In a previous post here Superannuation and BDBN we outlined some basic knowledge regarding your superannuation which we aim to extend on in this post. Superannuation death benefits do not automatically form part of an estate, and as a result cannot automatically be dealt with under a Will. This is because they are considered an inter vivos contractual arrangement. If there is no nomination however, the proceeds of the policy may be regarded as property of the deceased and pass to the estate.
Due to government policy, it is commonplace for individuals to have superannuation funds and life insurance purchased through their superannuation fund, which often constitutes the largest part of a person’s estate. According to ASFA, in 2017/2018 the average super balance for Men aged between 55 and 64 was $332,700 and for Women between 55 and 64 was $245,100 (Australian Super Stats) and a parliamentary report found that there are almost 22 million active life insurance policies in Australia, (Parliamentary Report), which is why it is important that you pay particular attention to understanding what happens to it when you die.
Who Decides Where My Super and Insurance Goes?
When you die the Trustee of your superannuation fund will determine where your monies will go depending on the rules set out in the superannuation funds trust deed and in respect of any applicable legislation.
Much depends on the rules of the fund in question, but generally:
1. You can decide: If the deceased completed a valid Binding Death Benefit Nomination, then the superannuation fund is bound to follow its instructions;
2. Your super fund Trustee Can Decide: If there was no binding death benefit nomination, then the Trustee may determine based on the evidence before it, the most appropriate person to pay the proceeds to, usually a Dependant or the deceased’s Legal Personal Representative (there can be big issues with this, see McIntosh v McIntosh  QSC 99);
3. The Trust Deed or Legislation can decide: Some funds are bound in their Trust Deed to only pay it to the Legal Personal Representative of the deceased to be distributed in accordance with any Will or Intestacy Provisions: for more on intestacy see this post: Where does the Estate go when you die intestate?
Who is A Legal Personal Representative and Dependant?
A Legal Personal Representative is the person appointed as Executor or Administrator of your estate upon your death. It is important to understand that the definition of dependant is different between two relevant pieces of legislation in this area of law because it can have tax implications.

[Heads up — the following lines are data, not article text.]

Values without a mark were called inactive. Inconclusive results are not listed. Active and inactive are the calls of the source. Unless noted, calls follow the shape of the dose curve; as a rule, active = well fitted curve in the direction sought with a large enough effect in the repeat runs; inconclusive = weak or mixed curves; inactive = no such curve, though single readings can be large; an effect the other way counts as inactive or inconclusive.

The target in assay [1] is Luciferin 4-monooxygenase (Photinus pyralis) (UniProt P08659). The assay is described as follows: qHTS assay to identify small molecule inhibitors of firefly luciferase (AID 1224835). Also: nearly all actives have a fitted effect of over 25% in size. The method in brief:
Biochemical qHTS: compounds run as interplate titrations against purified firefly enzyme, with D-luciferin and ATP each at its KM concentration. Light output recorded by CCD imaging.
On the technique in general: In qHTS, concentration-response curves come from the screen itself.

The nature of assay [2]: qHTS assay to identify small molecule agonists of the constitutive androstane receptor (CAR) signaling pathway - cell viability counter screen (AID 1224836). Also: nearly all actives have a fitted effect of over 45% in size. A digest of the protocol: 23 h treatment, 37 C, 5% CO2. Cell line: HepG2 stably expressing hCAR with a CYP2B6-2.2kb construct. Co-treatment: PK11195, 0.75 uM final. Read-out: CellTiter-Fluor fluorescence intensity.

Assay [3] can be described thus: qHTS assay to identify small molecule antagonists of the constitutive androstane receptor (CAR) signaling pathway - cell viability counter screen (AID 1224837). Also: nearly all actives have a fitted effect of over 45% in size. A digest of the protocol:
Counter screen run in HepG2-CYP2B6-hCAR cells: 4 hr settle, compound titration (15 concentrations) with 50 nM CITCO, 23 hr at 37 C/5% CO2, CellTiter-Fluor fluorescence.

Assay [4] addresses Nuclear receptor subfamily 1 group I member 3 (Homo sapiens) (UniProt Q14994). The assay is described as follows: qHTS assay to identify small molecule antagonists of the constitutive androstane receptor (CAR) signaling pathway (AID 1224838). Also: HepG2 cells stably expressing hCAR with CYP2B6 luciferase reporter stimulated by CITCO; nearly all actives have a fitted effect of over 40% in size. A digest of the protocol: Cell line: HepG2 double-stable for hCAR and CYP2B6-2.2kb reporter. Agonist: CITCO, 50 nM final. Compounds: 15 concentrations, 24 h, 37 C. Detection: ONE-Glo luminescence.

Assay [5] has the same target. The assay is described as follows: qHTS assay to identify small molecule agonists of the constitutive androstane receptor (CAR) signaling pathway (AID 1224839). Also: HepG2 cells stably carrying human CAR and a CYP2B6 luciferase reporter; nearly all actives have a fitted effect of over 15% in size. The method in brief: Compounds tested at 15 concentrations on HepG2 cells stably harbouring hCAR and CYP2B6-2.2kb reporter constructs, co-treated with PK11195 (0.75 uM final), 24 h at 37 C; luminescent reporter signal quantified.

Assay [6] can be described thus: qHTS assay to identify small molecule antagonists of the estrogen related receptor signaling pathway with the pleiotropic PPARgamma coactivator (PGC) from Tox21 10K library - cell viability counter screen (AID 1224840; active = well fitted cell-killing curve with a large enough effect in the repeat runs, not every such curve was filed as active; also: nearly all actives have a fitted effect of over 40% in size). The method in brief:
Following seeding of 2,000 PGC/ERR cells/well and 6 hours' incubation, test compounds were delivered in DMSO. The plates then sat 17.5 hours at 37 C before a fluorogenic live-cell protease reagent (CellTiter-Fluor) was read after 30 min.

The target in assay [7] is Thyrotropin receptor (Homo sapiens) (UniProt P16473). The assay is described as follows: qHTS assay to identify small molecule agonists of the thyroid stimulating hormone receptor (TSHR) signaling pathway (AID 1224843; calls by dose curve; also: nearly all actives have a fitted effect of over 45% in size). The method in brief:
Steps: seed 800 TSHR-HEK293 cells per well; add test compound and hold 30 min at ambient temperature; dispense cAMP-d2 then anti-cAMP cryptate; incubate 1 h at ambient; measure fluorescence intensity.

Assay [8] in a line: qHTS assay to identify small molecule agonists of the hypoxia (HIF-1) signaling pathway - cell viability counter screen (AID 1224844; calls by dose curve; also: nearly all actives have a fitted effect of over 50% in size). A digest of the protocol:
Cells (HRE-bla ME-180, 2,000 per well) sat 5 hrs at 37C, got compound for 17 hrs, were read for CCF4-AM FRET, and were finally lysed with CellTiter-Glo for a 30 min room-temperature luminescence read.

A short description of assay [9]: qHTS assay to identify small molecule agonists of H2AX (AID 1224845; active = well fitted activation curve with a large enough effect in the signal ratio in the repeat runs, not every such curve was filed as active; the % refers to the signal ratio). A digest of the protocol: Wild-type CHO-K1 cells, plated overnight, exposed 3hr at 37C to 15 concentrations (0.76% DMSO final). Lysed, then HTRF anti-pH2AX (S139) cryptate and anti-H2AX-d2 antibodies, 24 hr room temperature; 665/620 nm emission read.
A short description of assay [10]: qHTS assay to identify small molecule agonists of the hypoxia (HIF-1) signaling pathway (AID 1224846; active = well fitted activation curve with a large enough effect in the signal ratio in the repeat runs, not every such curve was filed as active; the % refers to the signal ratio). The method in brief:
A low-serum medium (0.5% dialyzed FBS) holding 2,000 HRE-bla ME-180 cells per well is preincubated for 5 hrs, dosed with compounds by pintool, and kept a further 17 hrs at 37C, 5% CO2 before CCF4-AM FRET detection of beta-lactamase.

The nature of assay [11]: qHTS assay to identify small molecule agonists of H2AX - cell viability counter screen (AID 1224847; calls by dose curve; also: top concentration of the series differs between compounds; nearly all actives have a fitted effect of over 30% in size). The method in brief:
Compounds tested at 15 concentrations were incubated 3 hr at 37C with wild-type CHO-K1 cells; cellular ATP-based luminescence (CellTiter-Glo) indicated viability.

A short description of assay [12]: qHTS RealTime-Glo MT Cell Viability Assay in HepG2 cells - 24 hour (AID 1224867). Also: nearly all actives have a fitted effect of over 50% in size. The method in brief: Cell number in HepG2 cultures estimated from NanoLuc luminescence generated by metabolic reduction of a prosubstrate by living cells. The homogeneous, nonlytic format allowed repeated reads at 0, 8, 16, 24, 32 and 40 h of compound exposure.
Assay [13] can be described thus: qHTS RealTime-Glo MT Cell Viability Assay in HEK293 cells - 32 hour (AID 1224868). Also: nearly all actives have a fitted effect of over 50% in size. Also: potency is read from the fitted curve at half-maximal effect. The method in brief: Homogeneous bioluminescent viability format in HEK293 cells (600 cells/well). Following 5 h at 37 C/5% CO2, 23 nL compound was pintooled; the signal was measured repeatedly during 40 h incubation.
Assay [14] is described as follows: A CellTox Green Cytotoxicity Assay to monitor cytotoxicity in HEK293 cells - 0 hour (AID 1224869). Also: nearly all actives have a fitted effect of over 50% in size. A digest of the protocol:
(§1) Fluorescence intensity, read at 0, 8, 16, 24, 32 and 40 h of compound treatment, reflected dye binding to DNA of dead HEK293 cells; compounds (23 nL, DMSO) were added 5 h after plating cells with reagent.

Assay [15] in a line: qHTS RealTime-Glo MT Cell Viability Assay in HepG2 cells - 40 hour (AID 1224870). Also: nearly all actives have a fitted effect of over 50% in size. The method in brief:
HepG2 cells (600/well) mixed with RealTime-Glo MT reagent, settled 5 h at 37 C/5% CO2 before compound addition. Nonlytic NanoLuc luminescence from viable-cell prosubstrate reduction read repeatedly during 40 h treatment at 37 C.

Section 101(1) of the Superannuation Industry (Supervision) Act 1993 (Cth) (SIS Act) (the Act that tells the super fund Trustee who to pay) defines “dependant” to include:
- A deceased’s spouse at date of death (a spouse only becomes a non-dependant after divorce, not separation for more MythBusters see here: Myth Busters)
- A deceased’s child of any age;
- People who are at the date of the deceased’s death, in an interdependency relationship with the deceased;
- Dependant – ordinary meaning.
The Income Tax Assessment Act 1997 (ITAA 97) (the Act that tells us how much tax to hand over out of your benefit) defines “dependant” in ss 302 – 195 and is slightly different:
- Current or former spouse;
- Child under 18 years;
- Person with whom the deceased had an interdependency relationship;
- Dependant – ordinary meaning.
What Are The Benefits In Seeking Advice?
Superannuation is a complex area of law which is often subject to change. Self-Managed Super Funds are another area beyond the statutory superannuation funds discussed above and add a layer of complexity, which if you would like to read a bit about see this article written by Nataliya Sard SMSF article: What happens to my SMSF when I die?. The effect of tax rules on the benefit paid is also very complex see this page on the ATO website: Super death benefits | Australian Taxation Office (ato.gov.au). That is why in addition to seeing a succession lawyer, it is also important to see a trusted a financial planner and accountant who can advise you.
If you carefully plan the amount and distribution of superannuation and insurance, then the following benefits can be achieved:
- Increased asset pool to adequately provide tor those left behind;
- Protection of the asset against liability for debts, except for funeral and testamentary expenses;
- Offers opportunity to consider how the benefit is to be paid, income stream or lump sum if applicable;
- Taxation advantages – it a little known fact that the Tax Office takes the maximum allowable tax amount from death benefits that do not go to Dependants as defined above, adding insult to their loss, see Mark and Julie’s Story: 1000 Stories | WILLS & ESTATES;
- Clarity for those left behind: see the expenses paid by the estate in next weeks case: Did I update my Will ? Cahill v Rhodes  NSWSC 56.
It is important to seek holistic advice, which is why we work closely with a number of trusted financial planners and accountants for our clients’ benefit.
Don’t wait until it’s too late, contact us today!
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